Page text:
The espresso romano is a simple yet intriguing beverage. In its purest form, it is an espresso served with a slice of lemon, even though its preparation may differ from café to café.
Despite this simplicity, however, there is still some confusion surrounding the drink. For starters, it goes by a different name in different parts of the world, and particular regions of Italy.
Furthermore, while the word “romano” is present in the beverage’s name, there is no definitive evidence that it has an historic link to either Rome or Italy.
Read on to learn more about the espresso romano, who drinks it, and its background and history.
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Overview: The Espresso Romano
The espresso romano is made by combining an espresso shot with a lemon slice or lemon juice and a teaspoon of sugar. The slice can be squeezed or dropped into the coffee, and is sometimes candied.
It’s a versatile drink that can be served hot, cold, or iced – and with or without milk. Some cafés also add anisette, a Mediterranean liqueur made from aniseed (similar to sambuca and pastis).
Massimiliano Mattone is a barista and consultant. He tells me that often, the oil from lemon peel may be squeezed into a cup before coffee is poured over it. Some drinkers will leave the peel in the cup, while others remove it.
The drink is popular in Italy’s Campania region, which includes the city of Naples, Capri, and the Amalfi Coast. Here, it’s often known as the caffè canarino or caffè al limone.
Local citizens claim the drink was invented in the town of Giugliano. Today, it is the town’s signature drink, and is considered a regional delicacy.
In this region, the espresso romano is often prepared with Sorrento lemons. Sorrento lemons have been granted a Geographical Indication certification by the European Union. This means that they’ve been independently verified and recognised for their quality and unique nature.
In addition, The National Trust for Italy (Fondo Ambiente Italiano) maintains a historical Sorrento lemon plantation called Baia Di Leranto near the Sorrentine peninsula.
Exploring Its Unique History
Despite the presence of the word “romano” in the drink’s name – meaning “Roman” – there are conflicting stories about the origin of the drink.
Some say it’s an American invention that’s been given a fake Italian heritage to attract tourists. Others claim that the drink was invented in France.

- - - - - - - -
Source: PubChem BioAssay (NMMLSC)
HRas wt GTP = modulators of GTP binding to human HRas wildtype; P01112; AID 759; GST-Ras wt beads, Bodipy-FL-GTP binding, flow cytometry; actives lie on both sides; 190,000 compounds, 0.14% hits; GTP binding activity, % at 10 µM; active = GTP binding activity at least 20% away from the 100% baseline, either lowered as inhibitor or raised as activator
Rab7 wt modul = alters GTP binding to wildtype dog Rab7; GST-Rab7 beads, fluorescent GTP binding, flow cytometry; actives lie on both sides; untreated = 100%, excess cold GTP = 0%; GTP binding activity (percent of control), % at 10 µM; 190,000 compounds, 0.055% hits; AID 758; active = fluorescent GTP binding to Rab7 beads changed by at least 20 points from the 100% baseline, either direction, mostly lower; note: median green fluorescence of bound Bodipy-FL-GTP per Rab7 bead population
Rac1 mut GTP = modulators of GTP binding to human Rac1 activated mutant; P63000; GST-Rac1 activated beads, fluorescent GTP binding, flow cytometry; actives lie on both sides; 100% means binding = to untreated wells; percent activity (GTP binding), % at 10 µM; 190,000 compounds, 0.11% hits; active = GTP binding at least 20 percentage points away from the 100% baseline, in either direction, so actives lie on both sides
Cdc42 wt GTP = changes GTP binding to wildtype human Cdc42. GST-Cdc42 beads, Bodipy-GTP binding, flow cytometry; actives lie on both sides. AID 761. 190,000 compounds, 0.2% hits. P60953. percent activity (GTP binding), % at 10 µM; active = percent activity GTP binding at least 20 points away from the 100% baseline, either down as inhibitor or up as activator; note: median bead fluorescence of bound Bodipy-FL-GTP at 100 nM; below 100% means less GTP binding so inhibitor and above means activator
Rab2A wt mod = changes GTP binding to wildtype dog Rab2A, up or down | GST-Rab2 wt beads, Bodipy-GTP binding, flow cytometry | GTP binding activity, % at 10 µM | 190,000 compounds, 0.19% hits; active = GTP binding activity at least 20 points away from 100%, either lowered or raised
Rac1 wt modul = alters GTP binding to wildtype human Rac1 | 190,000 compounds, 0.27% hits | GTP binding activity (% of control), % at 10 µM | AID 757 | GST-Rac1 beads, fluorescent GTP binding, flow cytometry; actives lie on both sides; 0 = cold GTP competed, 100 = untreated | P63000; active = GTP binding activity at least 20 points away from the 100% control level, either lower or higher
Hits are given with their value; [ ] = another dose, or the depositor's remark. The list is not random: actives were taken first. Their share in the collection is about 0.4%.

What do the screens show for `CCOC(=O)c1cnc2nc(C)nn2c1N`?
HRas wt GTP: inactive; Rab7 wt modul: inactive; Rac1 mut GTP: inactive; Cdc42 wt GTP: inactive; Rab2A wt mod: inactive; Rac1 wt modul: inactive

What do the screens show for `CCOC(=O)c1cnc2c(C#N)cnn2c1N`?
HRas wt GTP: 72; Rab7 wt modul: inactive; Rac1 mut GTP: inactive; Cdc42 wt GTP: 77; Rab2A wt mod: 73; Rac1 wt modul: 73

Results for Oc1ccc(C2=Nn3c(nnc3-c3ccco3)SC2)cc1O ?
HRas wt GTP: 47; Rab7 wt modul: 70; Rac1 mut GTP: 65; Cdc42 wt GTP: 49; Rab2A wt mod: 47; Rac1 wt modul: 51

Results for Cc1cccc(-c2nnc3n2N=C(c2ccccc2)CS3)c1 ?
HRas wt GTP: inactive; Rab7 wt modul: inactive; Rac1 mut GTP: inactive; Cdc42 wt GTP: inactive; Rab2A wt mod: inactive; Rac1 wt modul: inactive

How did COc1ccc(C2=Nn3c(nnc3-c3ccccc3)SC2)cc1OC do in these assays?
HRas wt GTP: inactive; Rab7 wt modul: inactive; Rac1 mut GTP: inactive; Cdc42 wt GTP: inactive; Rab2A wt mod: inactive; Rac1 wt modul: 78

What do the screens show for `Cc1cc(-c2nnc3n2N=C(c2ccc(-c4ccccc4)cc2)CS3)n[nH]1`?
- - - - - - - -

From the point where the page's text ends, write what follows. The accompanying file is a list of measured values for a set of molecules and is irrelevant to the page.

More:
And while there is no definitive evidence that it is historically Italian, there are stories that suggest the drink may have originated there,.
Italians have consumed coffee brewed with a moka pot or an espresso machine for decades. The espresso machine was invented at the beginning of the 20th century, and the moka pot in the 1930s. Both are Italian inventions. However, in the early 20th century, thanks to the First and Second World War, there were limitations on imports in Italy.
During this time, Italians were forced to consume cheap instant coffee, often supplied by American soldiers. At this time, it likely tasted very poor, and completely unlike the soluble coffee available in stores today.
After the Second World War ended, it was still some time before the international coffee trade resumed, and there was a major economic crisis in Italy.
As the Italian people largely only had access to very poor-quality coffee, it’s likely that it was combined with lemon to conceal the more undesirable flavours they experienced.
The Flavours Of The Espresso Romano
Dr Wilton Soares Cardoso is a teacher and doctor at Brazil’s Instituto Federal de Educação, Ciência e Tecnologia. He says that when combining espresso and lemon, the sharpness and acidity of the lemon is effectively “balanced” by the intensity and bitterness of the espresso, and vice versa.
“Citric acid is linked to the freshness of citrus fruits,” he explains. “Because of the [coffee’s] bitterness, the acidity stands out, [as does] the [aroma] of the lemon.”
When the lemon and coffee are combined, it is naturally best that both ingredients are of high quality. When low-quality beans are used, the drink may become too bitter or intense, and drown out the distinctive flavours of the lemon.
Among some drinkers, the espresso romano also supposedly has the ability to mitigate the effects of a hangover. Caffeine naturally has vasoconstricting properties, which helps to relieve headache pain, while the essential oils in lemon aid digestion and speed up metabolic function.
The espresso romano is a strange drink. Despite the fact that it is seemingly simple, there seems to be little agreement on its origin and history. Furthermore, its name seems to be a subject of continued disagreement.
However, whether or not it was invented in the USA, France, Rome, or a small town in Campania, the drink has since become associated with Italian culture. Its balance of sharpness and acidity with intensity and bitterness draws parallels with modern specialty coffee culture. Who knows – maybe it’ll start to become popular elsewhere.
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Many thanks to David Cobelli for his help in the research carried out for this article.
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